Kit for Backpacking

Discussion in 'Digital Photography' started by John Ortt, Jan 2, 2007.

  1. John Ortt

    John Ortt Guest

    Hi Everyone,

    For months now I have been asking questions about what camera and equipment
    I should take on my long-haul backpacking trip this year.

    I eventually (and reluctantly) decided to leave my 300D at home and take an
    S3 IS with me instead.
    I would need a 300mm+ lens on the 300D to equal the range of the S3 and
    this would cost me hundreds and take up most of my weight allowance.

    The wife has kindly bought me the S3 for christmas and now I need to decide
    on what accessories I will need to get the most out of it.

    My immediate thoughts are:

    Lens Cleaning Cloth
    Mini Tripod (Fixed, not bendy legs)
    Bean Bag (empty)
    Battery Charger (Universal Voltage with Car adapter)
    4 spare rechargable AA batteries

    I would also like to fit a UV filter and lens hood but would like some
    advice on reputable brands to go for (I am wary of E-bay).

    A couple of final questions:

    Should I take a full size monopod or rely on the mini tripod/ beanbag
    Are the tele/wide-angle converters worth considdering to give greater

    Is there any way to remote trigger the camera other than using the timer?

    Thanks in advance,

    John Ortt, Jan 2, 2007
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  2. John Ortt

    bluezfolk Guest

    Although I haven't seen one in recent times, one of those
    thingys that has a tripod head and a "C" clamp base for mounting the
    camera on poles or tree limbs etc. might be useful on a backpack hike,
    for use with the self timer to do self portraits.

    bluezfolk, Jan 2, 2007
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  3. John Ortt

    Tim Guest

    Hi John

    I've no great advice I'm afraid but I did just trip over this on Amazon and
    remembered your post so I thought you might be interested in this

    Just had a thought, a lens pen might be good to have as well they seem to
    work well, and aren't too heavy :)
    Also tape and whatever screwdrivers your camera needs might save some
    grief - if you're a pessimist like me!

    Re the mono pod question, do you hike with a stick anyway? if so I would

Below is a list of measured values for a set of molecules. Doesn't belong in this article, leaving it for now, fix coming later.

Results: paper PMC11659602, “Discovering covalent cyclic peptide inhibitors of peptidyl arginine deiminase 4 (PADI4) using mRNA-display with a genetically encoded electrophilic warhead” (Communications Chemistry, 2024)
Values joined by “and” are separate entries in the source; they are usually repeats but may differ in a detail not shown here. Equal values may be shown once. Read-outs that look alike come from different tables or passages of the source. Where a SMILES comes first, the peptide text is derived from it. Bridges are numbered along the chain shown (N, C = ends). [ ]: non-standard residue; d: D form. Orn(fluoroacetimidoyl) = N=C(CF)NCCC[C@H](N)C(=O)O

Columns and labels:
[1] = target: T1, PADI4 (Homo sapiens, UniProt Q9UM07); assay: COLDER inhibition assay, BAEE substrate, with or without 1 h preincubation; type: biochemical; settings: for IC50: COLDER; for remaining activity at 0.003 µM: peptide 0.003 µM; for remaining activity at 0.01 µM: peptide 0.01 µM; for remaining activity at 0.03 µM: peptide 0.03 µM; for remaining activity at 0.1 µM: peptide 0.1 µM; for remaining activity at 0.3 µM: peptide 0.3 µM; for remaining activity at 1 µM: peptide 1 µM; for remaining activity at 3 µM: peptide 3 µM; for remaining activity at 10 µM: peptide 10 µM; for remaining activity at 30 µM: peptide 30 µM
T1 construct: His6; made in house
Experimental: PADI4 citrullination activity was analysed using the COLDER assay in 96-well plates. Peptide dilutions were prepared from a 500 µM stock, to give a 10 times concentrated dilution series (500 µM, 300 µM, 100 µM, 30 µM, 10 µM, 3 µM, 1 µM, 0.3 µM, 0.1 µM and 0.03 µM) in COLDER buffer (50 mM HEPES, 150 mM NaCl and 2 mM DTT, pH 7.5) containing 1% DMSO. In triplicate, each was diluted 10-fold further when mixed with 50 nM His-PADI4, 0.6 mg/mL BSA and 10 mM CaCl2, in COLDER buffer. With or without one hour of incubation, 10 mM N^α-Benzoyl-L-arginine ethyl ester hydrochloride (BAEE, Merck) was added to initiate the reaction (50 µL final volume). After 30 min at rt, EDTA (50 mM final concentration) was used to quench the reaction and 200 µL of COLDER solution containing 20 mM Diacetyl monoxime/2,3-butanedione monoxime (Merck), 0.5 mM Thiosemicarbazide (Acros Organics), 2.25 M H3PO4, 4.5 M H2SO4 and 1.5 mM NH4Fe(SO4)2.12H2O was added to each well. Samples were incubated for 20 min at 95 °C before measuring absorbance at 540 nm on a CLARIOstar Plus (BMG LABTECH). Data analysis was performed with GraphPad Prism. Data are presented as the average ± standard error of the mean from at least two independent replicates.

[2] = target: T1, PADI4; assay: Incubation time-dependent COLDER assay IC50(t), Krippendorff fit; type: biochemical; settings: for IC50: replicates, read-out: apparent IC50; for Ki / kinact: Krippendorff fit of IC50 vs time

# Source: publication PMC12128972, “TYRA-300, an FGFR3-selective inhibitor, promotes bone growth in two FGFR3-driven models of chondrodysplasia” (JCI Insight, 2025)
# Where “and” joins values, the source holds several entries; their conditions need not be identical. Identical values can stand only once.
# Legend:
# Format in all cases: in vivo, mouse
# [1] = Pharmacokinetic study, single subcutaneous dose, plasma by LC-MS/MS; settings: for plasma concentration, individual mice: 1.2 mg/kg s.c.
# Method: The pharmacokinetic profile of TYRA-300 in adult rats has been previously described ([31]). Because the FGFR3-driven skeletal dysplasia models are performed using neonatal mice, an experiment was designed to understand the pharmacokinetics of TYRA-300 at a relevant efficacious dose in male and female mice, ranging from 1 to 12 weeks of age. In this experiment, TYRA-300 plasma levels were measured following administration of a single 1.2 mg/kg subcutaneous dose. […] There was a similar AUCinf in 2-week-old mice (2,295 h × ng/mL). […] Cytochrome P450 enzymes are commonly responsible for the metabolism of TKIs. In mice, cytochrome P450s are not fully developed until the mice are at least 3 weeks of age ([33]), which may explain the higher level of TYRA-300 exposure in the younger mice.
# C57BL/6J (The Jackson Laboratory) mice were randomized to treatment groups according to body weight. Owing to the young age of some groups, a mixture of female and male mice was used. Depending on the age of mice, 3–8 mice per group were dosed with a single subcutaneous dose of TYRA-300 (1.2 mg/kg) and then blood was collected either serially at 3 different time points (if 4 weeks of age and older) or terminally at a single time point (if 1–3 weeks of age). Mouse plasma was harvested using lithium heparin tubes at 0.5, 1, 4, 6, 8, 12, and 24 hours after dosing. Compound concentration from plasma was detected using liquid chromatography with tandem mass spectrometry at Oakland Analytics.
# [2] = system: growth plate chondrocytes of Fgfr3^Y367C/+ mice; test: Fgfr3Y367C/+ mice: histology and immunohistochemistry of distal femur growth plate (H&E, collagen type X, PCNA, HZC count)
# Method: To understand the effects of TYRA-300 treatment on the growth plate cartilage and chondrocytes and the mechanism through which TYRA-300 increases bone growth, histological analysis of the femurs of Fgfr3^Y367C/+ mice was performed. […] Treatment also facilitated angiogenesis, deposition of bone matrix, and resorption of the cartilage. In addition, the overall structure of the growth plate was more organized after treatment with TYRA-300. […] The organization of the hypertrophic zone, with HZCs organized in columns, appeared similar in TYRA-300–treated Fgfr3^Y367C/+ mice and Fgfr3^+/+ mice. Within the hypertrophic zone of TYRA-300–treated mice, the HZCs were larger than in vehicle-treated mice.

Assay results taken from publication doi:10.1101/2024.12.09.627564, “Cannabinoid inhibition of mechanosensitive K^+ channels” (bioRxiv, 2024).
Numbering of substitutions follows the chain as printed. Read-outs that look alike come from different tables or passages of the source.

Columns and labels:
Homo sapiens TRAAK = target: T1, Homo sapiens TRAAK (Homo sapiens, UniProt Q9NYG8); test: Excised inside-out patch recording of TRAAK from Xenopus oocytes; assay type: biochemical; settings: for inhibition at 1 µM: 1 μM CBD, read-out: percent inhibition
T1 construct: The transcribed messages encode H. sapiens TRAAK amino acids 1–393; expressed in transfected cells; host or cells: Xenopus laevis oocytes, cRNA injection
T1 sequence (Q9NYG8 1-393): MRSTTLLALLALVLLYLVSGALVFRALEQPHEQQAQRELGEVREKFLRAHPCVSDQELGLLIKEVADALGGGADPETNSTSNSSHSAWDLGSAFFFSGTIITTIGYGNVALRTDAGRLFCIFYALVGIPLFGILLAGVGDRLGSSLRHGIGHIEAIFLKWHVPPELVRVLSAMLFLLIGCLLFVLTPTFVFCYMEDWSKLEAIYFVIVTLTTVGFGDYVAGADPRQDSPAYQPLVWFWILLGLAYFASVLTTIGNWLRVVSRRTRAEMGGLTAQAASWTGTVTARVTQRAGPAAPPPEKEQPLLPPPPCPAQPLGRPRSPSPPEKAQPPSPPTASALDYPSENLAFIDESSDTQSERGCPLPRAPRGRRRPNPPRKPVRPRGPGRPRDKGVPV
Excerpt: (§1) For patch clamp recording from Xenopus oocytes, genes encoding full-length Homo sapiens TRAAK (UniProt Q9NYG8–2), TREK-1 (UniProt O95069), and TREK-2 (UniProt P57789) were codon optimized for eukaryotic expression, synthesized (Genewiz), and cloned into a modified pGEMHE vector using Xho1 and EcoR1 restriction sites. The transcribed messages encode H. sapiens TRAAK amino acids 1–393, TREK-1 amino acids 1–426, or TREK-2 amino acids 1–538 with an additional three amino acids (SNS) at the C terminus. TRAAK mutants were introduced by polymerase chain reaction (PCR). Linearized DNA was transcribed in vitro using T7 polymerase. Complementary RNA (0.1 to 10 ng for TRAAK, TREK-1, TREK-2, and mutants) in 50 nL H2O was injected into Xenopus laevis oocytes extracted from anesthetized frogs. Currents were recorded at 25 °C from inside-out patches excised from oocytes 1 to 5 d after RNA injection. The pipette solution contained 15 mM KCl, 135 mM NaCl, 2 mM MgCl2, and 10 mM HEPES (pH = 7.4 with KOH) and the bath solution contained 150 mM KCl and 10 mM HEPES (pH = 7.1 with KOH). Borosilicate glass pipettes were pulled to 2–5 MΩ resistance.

have thought a monopod/walking pole combo would make sense
    Hope you have a great trip
    Tim, Jan 2, 2007
  4. An excellent choice!

    I have travelled extensively with the S2 IS, and here's what I have:
    - Lensmate adapter with UV filter. . Makes the camera
    somewhat more bulky, but protects the extending lens, the most
    vulnerable part of the camera.
    - A good firm camera bag that will accommodate the camera with lensmate
    adapter. Buy the adapter first, and take the camera along when shopping
    for bags. Select a bag which allows you to extract and replace your
    camera with one hand... (Get used to slipping the camera's wrist strap
    over your hand before extracting from camera bag! i.e. fit the strap to
    the R.H side of the camera! )
    - My ultrapod 1. Its light
    enough to fix to the strap of my camera bag, and attaches via its
    velcro strap to any branch, chair, gatepost available. (The ultrapod 2
    is significantly bigger, but overkill for the S2.). You can strap it to
    the top of any available stick, and *bingo* - monopod.
    - In the Miscellaneous section of my bag: Microfibre lens cloth, spare
    memory card, spare batteries, a pair of those cheap throw-away reading
    spectacles, mini USB cable, rubber extendable lens hood.

    I have the Maha multi-voltage charger, with a set of international plug

    Good luck and have fun!

    Moro Grubb of Little Delving, Jan 2, 2007
  5. John Ortt

    tomm42 Guest

    I'd prefer my DSLR, but I mosttly canoe camp, gota save weight when
    hiking. The only real down side of the S3 is if you have subdued light
    and have to up the ISO.
    I would use a monopod as a hiking pole. I have a nice Gitzo 6 extension